Wigan nursery cleared of wrongdoing after tot was hospitalised with infection
A Wigan nursery has been cleared of any wrongdoing after a tot was hospitalised with a severe bacterial infection.
The youngster, who attends Little Angels nursery in Golborne, was hospitalised after contracting hemolytic uremic syndrome (HUS),a relatively rare but serious condition that is usually caused by certain strains of E. Coli bacteria.
The child has since been discharged from hospital.
As a precautionary measure, Wigan Council and Public Health England (PHE) arranged for testing of staff and children at the nursery for the infection.
All samples submitted came back negative for STEC, which is a strain of E. Coli.
Environmental swabs were also taken from Little Angels nursery and were tested for STEC. These swabs also came back negative.
On Thursday, a letter was sent to parents of Little Angels nursery, reading: “We can advise you that no children at the nursery have evidence of Shiga toxin producing Escherichia coli
(STEC) infection nor is there any evidence that the nursery was the source of an infection that may have caused the severe illness in the affected child.”
Professor Kate Ardern, director of public health at the council, said: “The testing of all children and staff who have regular contact with Little Angels was purely standard procedure in order to mitigate the risk of potential transmission to the child’s peers.”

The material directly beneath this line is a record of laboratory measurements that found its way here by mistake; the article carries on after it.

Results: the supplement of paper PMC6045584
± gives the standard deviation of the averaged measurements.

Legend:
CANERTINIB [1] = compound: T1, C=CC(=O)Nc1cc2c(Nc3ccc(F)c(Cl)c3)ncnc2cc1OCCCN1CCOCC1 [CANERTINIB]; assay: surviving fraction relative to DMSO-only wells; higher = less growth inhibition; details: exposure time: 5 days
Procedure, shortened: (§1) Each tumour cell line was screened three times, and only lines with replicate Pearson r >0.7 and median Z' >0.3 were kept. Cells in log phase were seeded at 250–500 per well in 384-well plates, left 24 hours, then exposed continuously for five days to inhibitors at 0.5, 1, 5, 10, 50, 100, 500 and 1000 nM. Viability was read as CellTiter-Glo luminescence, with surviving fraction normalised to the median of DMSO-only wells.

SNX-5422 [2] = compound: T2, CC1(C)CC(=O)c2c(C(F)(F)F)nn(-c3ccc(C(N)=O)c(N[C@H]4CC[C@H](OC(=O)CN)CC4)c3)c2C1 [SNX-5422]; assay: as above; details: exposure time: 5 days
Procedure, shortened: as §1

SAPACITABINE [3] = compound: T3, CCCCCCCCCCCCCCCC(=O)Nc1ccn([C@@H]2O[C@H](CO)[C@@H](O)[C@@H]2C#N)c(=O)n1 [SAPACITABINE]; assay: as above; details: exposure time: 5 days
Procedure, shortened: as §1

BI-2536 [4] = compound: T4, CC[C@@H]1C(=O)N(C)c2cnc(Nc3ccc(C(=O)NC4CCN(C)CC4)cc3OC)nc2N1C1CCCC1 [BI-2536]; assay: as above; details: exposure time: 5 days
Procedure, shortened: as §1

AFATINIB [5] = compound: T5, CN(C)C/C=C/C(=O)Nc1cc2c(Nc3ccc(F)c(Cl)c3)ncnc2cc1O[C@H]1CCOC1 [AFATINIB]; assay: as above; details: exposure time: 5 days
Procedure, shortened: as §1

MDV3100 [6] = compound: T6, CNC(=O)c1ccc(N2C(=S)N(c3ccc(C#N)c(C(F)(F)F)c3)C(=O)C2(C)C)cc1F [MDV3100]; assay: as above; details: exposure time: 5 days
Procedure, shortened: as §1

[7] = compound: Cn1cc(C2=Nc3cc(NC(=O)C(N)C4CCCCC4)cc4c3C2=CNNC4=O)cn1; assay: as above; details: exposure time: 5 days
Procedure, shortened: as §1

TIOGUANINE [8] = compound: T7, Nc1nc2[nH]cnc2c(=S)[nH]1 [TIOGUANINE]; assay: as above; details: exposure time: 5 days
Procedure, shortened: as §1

“Little Angels nursery has been exceptionally cooperative and was one of several lines of enquiry into this investigation as the infection can be acquired in a number of ways such as through contaminated food, contact with farm animals and infected water.
“Advice has been given to both the nursery and parents reminding them of good hygiene practice and how to minimise the risk of bacteria spreading – especially if they or their child have experienced symptoms.
“We would like to remind all parents across the borough that if their children are poorly and showing symptoms of illness, they can minimise the risk of spreading bugs by keeping their children home and by washing their own hands/their child’s regularly, especially after nappy changing or before prepping food.”
All parents have been advised that their children can go back to nursery providing they are not displaying symptoms for at least 48 hours.